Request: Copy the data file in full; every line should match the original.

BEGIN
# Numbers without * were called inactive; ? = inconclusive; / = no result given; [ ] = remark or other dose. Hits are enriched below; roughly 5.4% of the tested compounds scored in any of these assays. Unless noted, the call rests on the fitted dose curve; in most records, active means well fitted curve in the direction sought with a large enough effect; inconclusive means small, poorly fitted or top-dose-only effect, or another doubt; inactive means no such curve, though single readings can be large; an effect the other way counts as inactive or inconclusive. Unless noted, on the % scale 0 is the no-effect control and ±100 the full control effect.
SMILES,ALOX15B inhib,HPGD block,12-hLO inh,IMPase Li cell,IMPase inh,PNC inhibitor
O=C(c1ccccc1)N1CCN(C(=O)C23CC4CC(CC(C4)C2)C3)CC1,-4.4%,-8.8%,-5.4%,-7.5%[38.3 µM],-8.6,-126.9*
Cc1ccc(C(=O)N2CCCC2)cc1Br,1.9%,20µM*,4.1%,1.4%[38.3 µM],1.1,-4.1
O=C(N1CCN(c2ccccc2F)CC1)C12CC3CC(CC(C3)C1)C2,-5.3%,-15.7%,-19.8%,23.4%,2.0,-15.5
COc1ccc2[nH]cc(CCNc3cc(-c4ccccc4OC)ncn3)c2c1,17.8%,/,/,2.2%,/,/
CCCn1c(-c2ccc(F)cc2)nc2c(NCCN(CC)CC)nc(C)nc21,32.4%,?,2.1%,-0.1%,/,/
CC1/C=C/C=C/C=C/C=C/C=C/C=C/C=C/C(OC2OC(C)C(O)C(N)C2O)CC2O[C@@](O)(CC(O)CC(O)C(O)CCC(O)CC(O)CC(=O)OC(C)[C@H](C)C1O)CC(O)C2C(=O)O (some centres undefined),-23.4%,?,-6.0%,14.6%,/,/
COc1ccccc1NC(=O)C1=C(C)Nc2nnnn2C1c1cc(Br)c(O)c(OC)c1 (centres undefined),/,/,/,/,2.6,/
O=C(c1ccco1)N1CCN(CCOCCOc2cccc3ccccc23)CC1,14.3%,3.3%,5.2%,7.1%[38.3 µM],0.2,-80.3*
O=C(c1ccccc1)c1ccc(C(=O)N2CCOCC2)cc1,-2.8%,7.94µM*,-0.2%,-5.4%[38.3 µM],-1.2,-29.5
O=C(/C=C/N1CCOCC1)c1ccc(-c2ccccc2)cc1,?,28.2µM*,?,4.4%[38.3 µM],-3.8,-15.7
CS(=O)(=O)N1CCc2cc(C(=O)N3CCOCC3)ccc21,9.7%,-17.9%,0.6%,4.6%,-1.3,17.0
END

# Numbers without * were called inactive; ? = inconclusive; / = no result given; [ ] = remark or other dose. Hits are enriched below; roughly 5.4% of the tested compounds scored in any of these assays. Unless noted, the call rests on the fitted dose curve; in most records, active means well fitted curve in the direction sought with a large enough effect; inconclusive means small, poorly fitted or top-dose-only effect, or another doubt; inactive means no such curve, though single readings can be large; an effect the other way counts as inactive or inconclusive. Unless noted, on the % scale 0 is the no-effect control and ±100 the full control effect.
SMILES,ALOX15B inhib,HPGD block,12-hLO inh,IMPase Li cell,IMPase inh,PNC inhibitor
O=C(c1ccccc1)N1CCN(C(=O)C23CC4CC(CC(C4)C2)C3)CC1,-4.4%,-8.8%,-5.4%,-7.5%[38.3 µM],-8.6,-126.9*
Cc1ccc(C(=O)N2CCCC2)cc1Br,1.9%,20µM*,4.1%,1.4%[38.3 µM],1.1,-4.1
O=C(N1CCN(c2ccccc2F)CC1)C12CC3CC(CC(C3)C1)C2,-5.3%,-15.7%,-19.8%,23.4%,2.0,-15.5
COc1ccc2[nH]cc(CCNc3cc(-c4ccccc4OC)ncn3)c2c1,17.8%,/,/,2.2%,/,/
CCCn1c(-c2ccc(F)cc2)nc2c(NCCN(CC)CC)nc(C)nc21,32.4%,?,2.1%,-0.1%,/,/
CC1/C=C/C=C/C=C/C=C/C=C/C=C/C=C/C(OC2OC(C)C(O)C(N)C2O)CC2O[C@@](O)(CC(O)CC(O)C(O)CCC(O)CC(O)CC(=O)OC(C)[C@H](C)C1O)CC(O)C2C(=O)O (some centres undefined),-23.4%,?,-6.0%,14.6%,/,/
COc1ccccc1NC(=O)C1=C(C)Nc2nnnn2C1c1cc(Br)c(O)c(OC)c1 (centres undefined),/,/,/,/,2.6,/
O=C(c1ccco1)N1CCN(CCOCCOc2cccc3ccccc23)CC1,14.3%,3.3%,5.2%,7.1%[38.3 µM],0.2,-80.3*
O=C(c1ccccc1)c1ccc(C(=O)N2CCOCC2)cc1,-2.8%,7.94µM*,-0.2%,-5.4%[38.3 µM],-1.2,-29.5
O=C(/C=C/N1CCOCC1)c1ccc(-c2ccccc2)cc1,?,28.2µM*,?,4.4%[38.3 µM],-3.8,-15.7
CS(=O)(=O)N1CCc2cc(C(=O)N3CCOCC3)ccc21,9.7%,-17.9%,0.6%,4.6%,-1.3,17.0